Deadvlei – Namibia

The multi dimensional experience of Deadvlei by day and night.

We set off for Deadvlei to be there before dawn. This literally meant getting up to be the very first people at the gate to the park.

That timing turned out to be critical not just for the light but to beat the crowds of people that would follow. You can get a sense of how many people by the sea of footsteps shown in the photo below, as we walked up to Deadvlei.

Just before we arrived I asked Jandre to give us his video introduction to Deadvlei:

As the sun rose behind us the light began to illuminate the dune in front of us. The opposite of what one is used to, it was wonderfully unpredictable.

Our goal was to capture the contrast between the dune and the pan and the trees, timing the shot for exactly the moment when the sun had hit the dune, but not the pan, and silhouetting the trees.

Later as the sun rose, and began to light the pan, we scurried around to find new compositions like this one where my goal was to show some “life” in Deadvlei!

In the background on the far left where the light is breaking over the top of the dune there is a bright patch and if you look closely you’ll see the tiny figures of two people there. Then in the mid ground, on the right hand side, just behind where the light has hit the pan, you’ll see the silhouette of a person walking away. Finally the light is hitting the foreground tree and suddenly the dead black silhouette has come to life in the form of the color of the tree. I had fun timing the capture of the light, the shadows and the people. (Read: I took many many shots!)

Gradually the whole area of the pan is covered in sunlight, making for strong contrasts, where the sand turns brown.


Black. In the first photograph, taken before the sun was hitting the pan, the trees appear black as silhouettes.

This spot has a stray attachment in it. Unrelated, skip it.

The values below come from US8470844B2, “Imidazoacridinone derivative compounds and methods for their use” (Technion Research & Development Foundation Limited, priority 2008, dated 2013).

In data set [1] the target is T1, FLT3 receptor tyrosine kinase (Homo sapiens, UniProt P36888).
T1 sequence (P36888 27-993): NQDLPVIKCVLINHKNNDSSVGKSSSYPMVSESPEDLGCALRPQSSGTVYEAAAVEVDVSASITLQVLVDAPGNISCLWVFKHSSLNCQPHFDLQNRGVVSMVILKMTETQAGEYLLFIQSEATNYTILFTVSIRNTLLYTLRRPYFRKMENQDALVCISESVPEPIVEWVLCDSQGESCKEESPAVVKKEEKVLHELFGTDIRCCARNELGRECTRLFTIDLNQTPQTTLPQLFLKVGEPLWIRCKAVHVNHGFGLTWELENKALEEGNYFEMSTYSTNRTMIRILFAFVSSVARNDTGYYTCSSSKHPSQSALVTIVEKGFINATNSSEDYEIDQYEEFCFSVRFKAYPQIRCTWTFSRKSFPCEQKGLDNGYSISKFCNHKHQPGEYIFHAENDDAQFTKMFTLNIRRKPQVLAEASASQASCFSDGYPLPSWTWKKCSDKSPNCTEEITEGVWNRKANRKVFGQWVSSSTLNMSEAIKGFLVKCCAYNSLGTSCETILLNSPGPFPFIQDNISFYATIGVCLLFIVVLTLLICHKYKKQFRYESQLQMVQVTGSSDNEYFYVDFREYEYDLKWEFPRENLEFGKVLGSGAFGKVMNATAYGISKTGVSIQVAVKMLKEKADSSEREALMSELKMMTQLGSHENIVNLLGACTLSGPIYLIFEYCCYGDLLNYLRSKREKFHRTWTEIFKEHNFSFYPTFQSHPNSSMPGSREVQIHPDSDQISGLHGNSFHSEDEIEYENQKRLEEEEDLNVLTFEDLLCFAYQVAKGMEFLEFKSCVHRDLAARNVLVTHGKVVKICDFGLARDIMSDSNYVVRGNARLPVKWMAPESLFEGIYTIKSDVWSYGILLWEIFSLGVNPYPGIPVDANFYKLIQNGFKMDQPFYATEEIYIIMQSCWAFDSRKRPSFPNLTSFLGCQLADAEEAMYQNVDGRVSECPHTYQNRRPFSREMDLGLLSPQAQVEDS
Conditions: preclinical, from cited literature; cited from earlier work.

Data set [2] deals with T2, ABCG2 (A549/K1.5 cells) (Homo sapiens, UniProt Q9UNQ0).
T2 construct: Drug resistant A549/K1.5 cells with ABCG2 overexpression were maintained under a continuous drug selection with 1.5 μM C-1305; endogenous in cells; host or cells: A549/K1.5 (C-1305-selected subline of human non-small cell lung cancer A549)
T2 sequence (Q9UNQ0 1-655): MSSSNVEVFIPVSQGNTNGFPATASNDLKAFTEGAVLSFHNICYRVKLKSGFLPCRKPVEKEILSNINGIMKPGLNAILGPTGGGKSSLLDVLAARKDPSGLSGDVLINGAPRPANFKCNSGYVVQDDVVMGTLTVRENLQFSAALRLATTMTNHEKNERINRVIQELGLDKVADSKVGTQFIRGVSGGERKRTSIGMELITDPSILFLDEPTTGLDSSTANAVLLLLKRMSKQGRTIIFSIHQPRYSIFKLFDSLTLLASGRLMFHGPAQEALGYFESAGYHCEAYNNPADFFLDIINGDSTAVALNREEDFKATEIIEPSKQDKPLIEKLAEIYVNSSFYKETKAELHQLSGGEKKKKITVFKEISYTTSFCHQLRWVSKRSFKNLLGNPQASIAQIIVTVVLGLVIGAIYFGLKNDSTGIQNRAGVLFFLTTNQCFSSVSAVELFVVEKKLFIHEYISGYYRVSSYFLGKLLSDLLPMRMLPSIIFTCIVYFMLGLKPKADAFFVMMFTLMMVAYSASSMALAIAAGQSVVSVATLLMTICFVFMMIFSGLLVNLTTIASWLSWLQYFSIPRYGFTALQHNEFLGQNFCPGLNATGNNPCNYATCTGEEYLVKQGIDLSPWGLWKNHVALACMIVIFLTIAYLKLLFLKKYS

Orange. In the first picture, the soft golden light of the morning makes the dune appear orange, rather than the typical red seen, later in the morning, that later turns to brown in the bright sun.

Red. The red hues of the sand come from the layer of iron oxide that covers it and the different amounts of light hitting reflecting off it. It later turns brown in the stronger sunlight.

Blue. I learned from @marcograssiphotography to notice that darker areas often show up more blue than the warmer colors in the light. You can really see that accentuated here where the shadows literally appear blue on the clay surface.

White: Only when the sun is strong enough does the clay in the pan show up fully reflecting white.

That made me think of black and white, and I was so enjoying the light patterns, I decided to try and simplify them all into a monochrome shot of a single tree.

I’m not sure I like it as much as the strong colors but it does focus one down to looking at light, shadow and texture.


Even when you’re standing in Deadvlei it’s incredibly difficult to fathom the scale of it.

For comparison, take a look at “Big Daddy” above and then below left where I’ve highlighted at the top of the dune, I’ve blown it up on the right to show the two people standing there. Hopefully that helps you visualize it.

Of course there was one more thing to do. Capture Deadvlei at night.

Unfortunately one can’t stay in the park overnight. So a few of us risked our camera gear, being the last ones there at the end of the day, and planning to be the first ones back in the morning.

Marco (in the distance), Jandre and Alva getting their tripods aligned, after using PhotoPills to plan where the Milky Way would rise behind the dunes. Then setting the cameras up to start shooting at night as it rose, we set the internal timer to take enough shots to capture the moment. Sometimes photography genuinely is technical!

Although I had forgotten to bring the right lens for this shot, I managed to capture the following image, which I don’t like compositionally, because I know what it could have been with the right lens, but I still enjoy for the memory of it all.

This truly felt like a multi dimensional experience, where the time and light added the extra dimensions to an already majestic landscape. I tried to capture it in a final time-lapse video to share with you (below).

I’m grateful to have had the opportunity to witness it firsthand.